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Textile Waste 101: A starting guide

By Ipshita Das
4 February, 2022
5 mins read

How big is the problem of textile waste?

Current production, distribution, and consumption of textile and apparel follows a fairly linear pathway that leads to massive amounts of textile waste at the end of the value chain. The growing challenges around this waste are building enormous pressure on the existing resources, the environment, and human health every day. Globally, an estimated 92 million tonnes of textiles waste is created each year, equivalent to a rubbish truck full of clothes ending up in landfill sites every second. By 2030, it is expected to be discarding more than 134 million tonnes of textiles a year. The Ellen MacArthur Foundation, in the ‘A New Textile Economy (2017), reported that barely 13% of input material are in some way recycled after usage, and less than 1% of this is recycled into new clothing. This includes recycling clothing after use and the recycling of factory offcuts. 

In India, the textile industry is the third-largest source of  solid waste in  the country. A past study by the Indian Textile Journal (2011) stated that more than 1 million tonne textiles are disposed of every year based on estimates, with most of this coming from household sources.[1]

Besides this, India also faces a double burden that not only comprises  waste from its own consumption and production within the country, but also as recipients of waste from other countries, primarily from the US and Europe. As one of the largest  textiles recycling hubs worldwide, the Indian recycling sector registers an annual turnover of around US$2 billion in processing about 5 million tons of material.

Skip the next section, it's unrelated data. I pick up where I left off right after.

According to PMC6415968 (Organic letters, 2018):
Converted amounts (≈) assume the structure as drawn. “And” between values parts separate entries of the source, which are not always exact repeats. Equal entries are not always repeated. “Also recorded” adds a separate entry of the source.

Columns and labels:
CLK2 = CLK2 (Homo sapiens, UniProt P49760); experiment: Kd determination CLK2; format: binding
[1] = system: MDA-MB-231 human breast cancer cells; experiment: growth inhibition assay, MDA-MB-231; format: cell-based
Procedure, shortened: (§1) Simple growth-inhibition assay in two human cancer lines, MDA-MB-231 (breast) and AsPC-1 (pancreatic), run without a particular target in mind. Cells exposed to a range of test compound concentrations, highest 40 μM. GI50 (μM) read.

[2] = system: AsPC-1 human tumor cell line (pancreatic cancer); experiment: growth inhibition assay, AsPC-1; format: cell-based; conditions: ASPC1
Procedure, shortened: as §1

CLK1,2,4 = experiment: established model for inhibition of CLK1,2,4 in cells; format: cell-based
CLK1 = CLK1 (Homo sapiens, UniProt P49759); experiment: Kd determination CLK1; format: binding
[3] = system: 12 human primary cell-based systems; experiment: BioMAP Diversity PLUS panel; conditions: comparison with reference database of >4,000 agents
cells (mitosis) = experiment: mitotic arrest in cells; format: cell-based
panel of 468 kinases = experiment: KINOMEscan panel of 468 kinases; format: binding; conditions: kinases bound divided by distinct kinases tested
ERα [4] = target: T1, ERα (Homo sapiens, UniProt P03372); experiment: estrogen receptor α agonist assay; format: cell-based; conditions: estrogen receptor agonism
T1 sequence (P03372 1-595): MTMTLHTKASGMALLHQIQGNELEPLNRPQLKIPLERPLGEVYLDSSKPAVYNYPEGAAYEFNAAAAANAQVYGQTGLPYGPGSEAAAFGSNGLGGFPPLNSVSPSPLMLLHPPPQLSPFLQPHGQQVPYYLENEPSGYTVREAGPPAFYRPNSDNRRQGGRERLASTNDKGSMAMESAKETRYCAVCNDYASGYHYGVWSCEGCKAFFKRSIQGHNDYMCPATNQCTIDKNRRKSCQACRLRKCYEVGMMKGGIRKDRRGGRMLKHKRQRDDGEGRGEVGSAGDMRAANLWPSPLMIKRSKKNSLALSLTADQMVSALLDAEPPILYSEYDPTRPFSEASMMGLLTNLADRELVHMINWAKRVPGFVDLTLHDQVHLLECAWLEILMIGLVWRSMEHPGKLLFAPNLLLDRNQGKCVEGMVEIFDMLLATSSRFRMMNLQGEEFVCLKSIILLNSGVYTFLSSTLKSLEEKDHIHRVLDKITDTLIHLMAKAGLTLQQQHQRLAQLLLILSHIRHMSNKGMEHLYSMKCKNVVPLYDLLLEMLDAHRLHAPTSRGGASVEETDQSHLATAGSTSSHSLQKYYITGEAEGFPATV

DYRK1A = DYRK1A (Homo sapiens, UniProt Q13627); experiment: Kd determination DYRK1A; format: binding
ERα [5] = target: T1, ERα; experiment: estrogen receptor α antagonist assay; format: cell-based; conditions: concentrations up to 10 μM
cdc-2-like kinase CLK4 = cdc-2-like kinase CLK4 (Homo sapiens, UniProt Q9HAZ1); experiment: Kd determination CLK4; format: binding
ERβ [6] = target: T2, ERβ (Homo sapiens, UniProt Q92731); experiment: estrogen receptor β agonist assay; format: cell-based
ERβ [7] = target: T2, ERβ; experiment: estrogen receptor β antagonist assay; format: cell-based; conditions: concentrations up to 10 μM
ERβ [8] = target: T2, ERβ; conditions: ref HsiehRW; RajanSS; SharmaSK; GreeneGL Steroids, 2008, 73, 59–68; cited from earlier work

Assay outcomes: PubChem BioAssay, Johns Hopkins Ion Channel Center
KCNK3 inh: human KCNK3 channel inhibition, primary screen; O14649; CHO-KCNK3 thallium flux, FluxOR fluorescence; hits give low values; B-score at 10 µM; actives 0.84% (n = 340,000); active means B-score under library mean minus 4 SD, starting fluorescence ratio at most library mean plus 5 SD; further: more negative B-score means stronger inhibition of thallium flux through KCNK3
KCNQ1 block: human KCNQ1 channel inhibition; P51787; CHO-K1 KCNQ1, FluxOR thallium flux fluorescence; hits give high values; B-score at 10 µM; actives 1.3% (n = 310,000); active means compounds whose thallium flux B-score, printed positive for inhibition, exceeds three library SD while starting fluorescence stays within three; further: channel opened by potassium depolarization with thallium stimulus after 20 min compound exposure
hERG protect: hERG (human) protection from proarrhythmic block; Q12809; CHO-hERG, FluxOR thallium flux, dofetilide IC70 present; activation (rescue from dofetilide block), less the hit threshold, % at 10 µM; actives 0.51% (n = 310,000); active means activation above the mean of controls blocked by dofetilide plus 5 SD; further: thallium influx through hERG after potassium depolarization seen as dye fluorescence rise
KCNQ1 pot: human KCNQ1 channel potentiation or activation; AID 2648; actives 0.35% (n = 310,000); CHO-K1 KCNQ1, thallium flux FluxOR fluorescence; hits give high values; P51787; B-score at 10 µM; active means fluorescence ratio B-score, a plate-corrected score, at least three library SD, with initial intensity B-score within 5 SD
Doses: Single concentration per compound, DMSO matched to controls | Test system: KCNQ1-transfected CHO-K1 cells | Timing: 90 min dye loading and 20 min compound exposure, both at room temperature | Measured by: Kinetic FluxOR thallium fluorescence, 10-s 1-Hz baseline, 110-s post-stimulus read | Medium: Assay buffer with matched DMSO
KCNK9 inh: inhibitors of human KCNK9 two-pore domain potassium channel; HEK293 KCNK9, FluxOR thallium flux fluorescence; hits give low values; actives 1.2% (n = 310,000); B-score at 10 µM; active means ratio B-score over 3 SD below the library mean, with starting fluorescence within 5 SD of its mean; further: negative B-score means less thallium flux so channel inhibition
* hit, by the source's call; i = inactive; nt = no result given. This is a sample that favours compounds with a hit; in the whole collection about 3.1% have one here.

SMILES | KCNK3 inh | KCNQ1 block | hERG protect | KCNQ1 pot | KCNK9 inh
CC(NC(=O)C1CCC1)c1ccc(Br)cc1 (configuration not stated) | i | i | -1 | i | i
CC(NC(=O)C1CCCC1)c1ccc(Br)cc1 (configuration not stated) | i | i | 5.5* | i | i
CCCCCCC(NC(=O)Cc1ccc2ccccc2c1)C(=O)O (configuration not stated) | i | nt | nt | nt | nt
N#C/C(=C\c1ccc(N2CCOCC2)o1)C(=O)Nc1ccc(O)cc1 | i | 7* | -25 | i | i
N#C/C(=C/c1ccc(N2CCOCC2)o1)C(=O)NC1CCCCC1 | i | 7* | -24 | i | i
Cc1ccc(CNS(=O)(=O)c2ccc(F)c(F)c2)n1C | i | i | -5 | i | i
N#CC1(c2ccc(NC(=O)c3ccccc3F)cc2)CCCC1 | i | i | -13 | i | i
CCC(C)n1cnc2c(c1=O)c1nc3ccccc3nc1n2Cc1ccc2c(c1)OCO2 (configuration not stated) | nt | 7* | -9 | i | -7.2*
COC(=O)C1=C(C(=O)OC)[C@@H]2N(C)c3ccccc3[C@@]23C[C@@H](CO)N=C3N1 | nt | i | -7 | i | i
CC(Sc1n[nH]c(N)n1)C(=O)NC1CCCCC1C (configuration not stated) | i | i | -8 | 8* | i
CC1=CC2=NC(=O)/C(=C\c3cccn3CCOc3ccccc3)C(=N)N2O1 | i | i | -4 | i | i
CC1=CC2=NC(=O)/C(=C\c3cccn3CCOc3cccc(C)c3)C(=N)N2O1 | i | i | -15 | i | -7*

When we talk about waste, where in the textile and apparel value chain is waste created? 

Textile waste is produced across the value chain and falls under two broad categories: pre-consumer and post-consumer waste. Within pre-consumer waste, there may be two further categories: pre-production and post production waste.  

While pre production waste is generated at the manufacturing level, post production waste is produced at the retail level, even before reaching its end consumer.  Pre-consumer waste  is typically in the form of damaged yarn, scrap yarns, unfinished fabrics, rejected coloured fabric, fabric cuts, excess stock, etc. 

Post-consumer textile waste is primarily the garment or cloth that the consumer doesn’t use anymore and decides to discard, hence waste generated by the end consumer. These  discarded items are either donated through informal channels or simply discarded,being incinerated or landfilled. 

What are the different types of waste at each stage? 

Pre-consumer waste is broadly generated at three stages; raw material, factory, and retail. The waste from the raw material and manufacturing stage, i.e. pre-production waste,  comprises about 25-47% of waste.[2] Post-production waste is the dead stock from or the unsold pile of items from the retail segment. In recent years, there has been a massive increase in post-production waste due to a shorter window of producing new collections every few weeks to increase and match customer demand at a lower price.

Post-consumer textile waste, commonly called household waste includes clothing, household articles or anything that is made up from textile that the consumer discards .   Post-consumer waste will also include waste generated from other sources, besides households. Waste from hotels and commercial enterprises like restaurants is also considered to be post-consumer textile waste. Such waste is in the form of bedsheets, table covers, curtains, etc. These clothing and articles are mostly being rejected once they are , in view of either they get damaged, run out of fashion or even worn out.[3]  

How are we handling these different types of waste?